William Ewert Gladstone was a very successful public servant, serving four times as Chancellor of the Exchequer, as a member of Parliament, and as Prime Minister, retiring at the age of 84. He was also an enthusiastic Walter Scott fan. According to Clayton Windscheffel, in his article for The Scottish Historical Review titled Gladstone and Scott: family, identity and nation:
'Amongst the poet-novelist's nineteenth-century political admirers, William Ewart Gladstone was possibly the most ardent, genuine, and significant. Scott's poems and novels were amongst the earliest texts Gladstone read; he read no works (in English), except the Bible, so consistently or completely over such a length of time. They offered him a plethora of inspirations, ideas, and language, which he imbibed and appropriated into his public and private lives. His concept of self, his understanding of family, and his sense of home, were all forged and conducted within a Scottian frame of reference. Scott's life and works also crucially influenced Gladstone's political understanding of the Scottish nation and its people, and his conception of how he could best serve their political interests. ...'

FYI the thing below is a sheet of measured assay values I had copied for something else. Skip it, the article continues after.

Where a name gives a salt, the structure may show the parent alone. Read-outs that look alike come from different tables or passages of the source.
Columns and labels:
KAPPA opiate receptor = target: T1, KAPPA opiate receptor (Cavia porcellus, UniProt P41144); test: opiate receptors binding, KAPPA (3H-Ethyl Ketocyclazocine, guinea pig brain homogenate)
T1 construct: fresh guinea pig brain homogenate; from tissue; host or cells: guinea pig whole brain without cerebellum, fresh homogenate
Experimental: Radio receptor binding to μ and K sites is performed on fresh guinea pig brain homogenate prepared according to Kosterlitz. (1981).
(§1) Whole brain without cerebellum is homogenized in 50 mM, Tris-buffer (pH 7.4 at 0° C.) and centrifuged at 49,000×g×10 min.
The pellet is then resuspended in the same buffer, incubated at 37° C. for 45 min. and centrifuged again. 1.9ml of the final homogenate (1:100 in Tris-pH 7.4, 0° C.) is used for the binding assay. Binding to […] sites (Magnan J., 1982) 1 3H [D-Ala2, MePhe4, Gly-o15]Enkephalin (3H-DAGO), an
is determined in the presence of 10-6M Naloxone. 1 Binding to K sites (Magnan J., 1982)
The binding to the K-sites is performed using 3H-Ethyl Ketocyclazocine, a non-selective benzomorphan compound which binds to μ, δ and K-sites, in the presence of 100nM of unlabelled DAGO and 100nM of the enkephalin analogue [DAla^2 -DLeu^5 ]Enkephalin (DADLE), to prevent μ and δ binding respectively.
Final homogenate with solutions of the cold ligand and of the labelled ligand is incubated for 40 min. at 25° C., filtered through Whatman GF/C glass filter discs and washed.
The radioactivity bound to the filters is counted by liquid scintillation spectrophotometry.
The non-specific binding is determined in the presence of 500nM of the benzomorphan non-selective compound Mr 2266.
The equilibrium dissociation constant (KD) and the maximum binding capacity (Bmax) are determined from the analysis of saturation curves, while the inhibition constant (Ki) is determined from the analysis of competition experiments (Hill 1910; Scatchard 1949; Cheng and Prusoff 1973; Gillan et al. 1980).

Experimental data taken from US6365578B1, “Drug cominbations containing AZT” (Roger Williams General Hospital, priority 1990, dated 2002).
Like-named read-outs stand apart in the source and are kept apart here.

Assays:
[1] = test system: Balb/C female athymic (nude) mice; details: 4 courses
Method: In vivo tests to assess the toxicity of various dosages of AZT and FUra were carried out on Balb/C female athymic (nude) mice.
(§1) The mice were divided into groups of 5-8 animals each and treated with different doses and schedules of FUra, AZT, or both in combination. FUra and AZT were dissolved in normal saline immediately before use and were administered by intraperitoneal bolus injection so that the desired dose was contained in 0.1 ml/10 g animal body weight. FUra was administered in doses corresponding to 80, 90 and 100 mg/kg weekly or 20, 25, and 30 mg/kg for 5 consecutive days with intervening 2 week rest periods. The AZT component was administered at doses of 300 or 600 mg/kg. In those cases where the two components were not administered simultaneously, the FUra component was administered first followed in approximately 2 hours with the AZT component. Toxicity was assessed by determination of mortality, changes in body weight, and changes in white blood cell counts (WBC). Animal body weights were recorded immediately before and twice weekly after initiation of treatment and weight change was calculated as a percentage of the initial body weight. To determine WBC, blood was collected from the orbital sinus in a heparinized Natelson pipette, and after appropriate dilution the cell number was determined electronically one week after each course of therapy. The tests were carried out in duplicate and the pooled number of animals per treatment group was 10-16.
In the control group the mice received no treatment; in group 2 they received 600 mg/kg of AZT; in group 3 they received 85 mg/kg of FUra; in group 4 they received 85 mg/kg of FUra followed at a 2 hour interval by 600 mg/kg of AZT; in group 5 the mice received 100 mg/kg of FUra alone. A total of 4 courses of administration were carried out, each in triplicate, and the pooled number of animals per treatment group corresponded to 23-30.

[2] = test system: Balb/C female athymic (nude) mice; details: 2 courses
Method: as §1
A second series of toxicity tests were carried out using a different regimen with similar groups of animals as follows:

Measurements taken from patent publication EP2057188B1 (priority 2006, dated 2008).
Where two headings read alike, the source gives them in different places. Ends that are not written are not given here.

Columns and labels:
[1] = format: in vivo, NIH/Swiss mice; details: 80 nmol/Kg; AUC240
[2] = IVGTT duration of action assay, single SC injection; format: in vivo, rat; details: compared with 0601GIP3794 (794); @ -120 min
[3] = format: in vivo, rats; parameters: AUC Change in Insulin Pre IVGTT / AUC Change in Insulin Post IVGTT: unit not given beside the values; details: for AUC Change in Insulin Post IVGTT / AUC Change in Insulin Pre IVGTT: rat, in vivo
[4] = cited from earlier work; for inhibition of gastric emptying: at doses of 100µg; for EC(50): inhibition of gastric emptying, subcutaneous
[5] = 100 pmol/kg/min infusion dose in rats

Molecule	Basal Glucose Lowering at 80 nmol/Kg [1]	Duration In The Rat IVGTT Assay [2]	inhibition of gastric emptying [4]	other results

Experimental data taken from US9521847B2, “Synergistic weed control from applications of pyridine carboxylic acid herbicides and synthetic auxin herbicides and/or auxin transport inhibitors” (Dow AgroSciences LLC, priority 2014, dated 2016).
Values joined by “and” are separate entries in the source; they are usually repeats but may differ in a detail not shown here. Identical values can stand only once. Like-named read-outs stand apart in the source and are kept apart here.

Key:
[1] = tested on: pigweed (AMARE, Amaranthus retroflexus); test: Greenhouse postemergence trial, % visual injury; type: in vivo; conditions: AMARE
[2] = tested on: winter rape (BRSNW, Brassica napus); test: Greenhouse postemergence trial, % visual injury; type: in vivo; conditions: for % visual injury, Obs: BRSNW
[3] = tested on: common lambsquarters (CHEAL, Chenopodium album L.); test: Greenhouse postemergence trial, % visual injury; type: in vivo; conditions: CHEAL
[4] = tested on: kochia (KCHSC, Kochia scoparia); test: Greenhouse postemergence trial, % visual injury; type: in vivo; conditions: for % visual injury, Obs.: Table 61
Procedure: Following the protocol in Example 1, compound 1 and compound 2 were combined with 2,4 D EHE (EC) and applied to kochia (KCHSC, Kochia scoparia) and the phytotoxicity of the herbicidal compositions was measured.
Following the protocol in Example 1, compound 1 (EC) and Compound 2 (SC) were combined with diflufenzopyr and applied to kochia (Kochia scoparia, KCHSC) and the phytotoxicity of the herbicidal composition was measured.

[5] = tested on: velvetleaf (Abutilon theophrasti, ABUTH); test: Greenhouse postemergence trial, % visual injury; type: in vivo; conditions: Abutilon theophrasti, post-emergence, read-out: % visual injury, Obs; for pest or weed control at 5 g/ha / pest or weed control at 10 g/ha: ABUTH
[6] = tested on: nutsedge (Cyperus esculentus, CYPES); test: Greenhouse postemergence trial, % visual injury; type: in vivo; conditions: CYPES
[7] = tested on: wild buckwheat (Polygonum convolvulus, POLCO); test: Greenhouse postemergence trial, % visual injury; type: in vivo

It is the long-lived Gladstone's birth that is celebrated on December 29. The year was 1809.